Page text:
I grew up in a medium-sized city and for as long as I can recall, I yearned for life in a small village where I could really get to know my neighbors. It wasn't until we moved to East Hardwick, Vermont that I realized how much I could learn about our neighbors with very little effort on my part. Within a three month period I had been told the biographies and genealogies of at least two dozen of our fellow residents. In turn, I found myself sharing my story with anyone who asked, even if my story is enough to make make almost anyone's eyes glaze over. Gossip is an unpleasant word, but information is still the common currency here and one of the great pleasures of village life.
In my novel Glory Days, Dr. Gorman has been dead over thirty years, but there is still talk about how he first came to town.
Whatever his reason for leaving the house to his children, he'd left them the biggest, finest house in the whole town. It was the only house with two stories and it was set back on a lot that was big enough to hold three or four houses. Grandpa Gorman's own daddy had won the house in a poker game. He'd never lived in it because he'd been shot on the way home from that same poker game.
His young wife had moved herself and her son into the house a few hours after she'd buried her husband. There had been some grumbling about it at the time because she'd cut short the funeral lunch as she was so anxious to move into the grand house with its ten rooms, wraparound porch, and indoor privy.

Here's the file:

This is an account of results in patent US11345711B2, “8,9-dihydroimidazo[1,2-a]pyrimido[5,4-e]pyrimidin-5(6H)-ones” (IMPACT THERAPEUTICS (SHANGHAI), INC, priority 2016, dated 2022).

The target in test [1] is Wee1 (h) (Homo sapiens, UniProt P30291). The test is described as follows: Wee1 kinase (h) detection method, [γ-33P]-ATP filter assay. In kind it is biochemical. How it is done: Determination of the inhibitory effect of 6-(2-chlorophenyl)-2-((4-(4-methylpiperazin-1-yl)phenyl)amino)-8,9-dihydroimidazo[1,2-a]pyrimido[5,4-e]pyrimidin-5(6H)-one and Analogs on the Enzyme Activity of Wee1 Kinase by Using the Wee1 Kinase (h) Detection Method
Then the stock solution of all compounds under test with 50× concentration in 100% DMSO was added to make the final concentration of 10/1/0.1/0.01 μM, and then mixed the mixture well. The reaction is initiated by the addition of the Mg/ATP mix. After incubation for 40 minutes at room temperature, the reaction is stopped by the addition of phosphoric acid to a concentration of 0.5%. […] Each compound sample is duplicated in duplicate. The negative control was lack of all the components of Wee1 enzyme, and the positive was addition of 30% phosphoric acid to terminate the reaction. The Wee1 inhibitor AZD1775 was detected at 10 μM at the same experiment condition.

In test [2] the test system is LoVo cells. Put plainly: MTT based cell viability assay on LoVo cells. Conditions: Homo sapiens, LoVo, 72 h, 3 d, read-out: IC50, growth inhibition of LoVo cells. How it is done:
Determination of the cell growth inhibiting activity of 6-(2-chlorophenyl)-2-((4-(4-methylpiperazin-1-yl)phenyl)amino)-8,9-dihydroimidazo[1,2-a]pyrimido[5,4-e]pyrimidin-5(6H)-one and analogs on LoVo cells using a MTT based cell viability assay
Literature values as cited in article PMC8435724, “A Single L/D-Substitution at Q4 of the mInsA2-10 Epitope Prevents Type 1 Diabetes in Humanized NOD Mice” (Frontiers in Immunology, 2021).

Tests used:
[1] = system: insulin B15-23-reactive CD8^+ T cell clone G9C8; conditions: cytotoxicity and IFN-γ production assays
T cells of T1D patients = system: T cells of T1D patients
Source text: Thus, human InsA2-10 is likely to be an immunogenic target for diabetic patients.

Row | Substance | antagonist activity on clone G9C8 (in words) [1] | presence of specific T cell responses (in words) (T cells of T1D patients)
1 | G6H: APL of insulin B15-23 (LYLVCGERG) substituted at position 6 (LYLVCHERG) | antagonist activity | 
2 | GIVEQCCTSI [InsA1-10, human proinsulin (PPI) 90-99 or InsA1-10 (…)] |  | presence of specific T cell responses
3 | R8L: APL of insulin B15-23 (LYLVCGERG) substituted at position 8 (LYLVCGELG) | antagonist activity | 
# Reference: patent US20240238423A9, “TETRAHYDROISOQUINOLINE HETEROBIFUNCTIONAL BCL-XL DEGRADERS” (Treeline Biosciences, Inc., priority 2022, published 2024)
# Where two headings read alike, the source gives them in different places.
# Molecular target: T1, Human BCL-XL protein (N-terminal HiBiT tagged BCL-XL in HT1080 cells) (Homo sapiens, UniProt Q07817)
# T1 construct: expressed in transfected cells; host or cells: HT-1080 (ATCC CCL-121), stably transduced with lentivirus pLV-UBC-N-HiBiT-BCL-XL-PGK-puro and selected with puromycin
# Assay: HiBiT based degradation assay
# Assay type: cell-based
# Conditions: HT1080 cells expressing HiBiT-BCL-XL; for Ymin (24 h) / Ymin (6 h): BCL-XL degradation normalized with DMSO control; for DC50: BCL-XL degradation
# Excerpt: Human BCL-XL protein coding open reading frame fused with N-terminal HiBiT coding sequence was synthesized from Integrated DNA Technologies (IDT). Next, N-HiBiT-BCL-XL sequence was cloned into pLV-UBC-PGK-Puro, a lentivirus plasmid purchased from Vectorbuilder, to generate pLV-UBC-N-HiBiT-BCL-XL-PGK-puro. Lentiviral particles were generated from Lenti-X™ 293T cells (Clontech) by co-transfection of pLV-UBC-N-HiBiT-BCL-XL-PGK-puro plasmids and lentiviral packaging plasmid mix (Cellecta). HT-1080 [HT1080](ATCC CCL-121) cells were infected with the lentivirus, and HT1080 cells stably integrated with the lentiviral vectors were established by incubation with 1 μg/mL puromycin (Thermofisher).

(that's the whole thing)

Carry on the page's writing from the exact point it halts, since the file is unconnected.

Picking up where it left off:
The grumbling didn't stop when the young widow started putting on what were thought to be airs. Most of the people in town remembered when she'd come to town with her late husband. Neither one of them had been too ready to talk about where they were from. When asked about who their people were, the young couple would come up with one or two names that didn't mean anything to anyone who heard them. Some people in the town suspected they were no-accounts and hadn't been afraid to say just that.
For a while the grumbling got pretty loud. The Widow Gorman issued invitations, but they were politely, if firmly, refused. She joined the Presbyterian Church and even started singing in the choir. This was a cause concern until Easter morning when she sang 'The Old Rugged Cross' and there was hardly a dry eye in the pews. Most people realized that a woman who could sing like that must be a good Christian and a fine mother. People began to notice what a fine job she was doing with her young son and how nice the yard looked at the big house. The townspeople cane to see that what had appeared to be putting on airs was merely a reflection of the young widow's true nature.
She was a hard worker and her boy was the best-dressed child in school. She saw to that by sitting up late into the night, carefully sewing his smart yet sturdy clothes. Within a few month, what with the late-night sewing, which she did in front of the window that looked onto the street where people would see her doing it, and singing in the choir, which she did better than anyone could ever remember, she became a respected member of the community.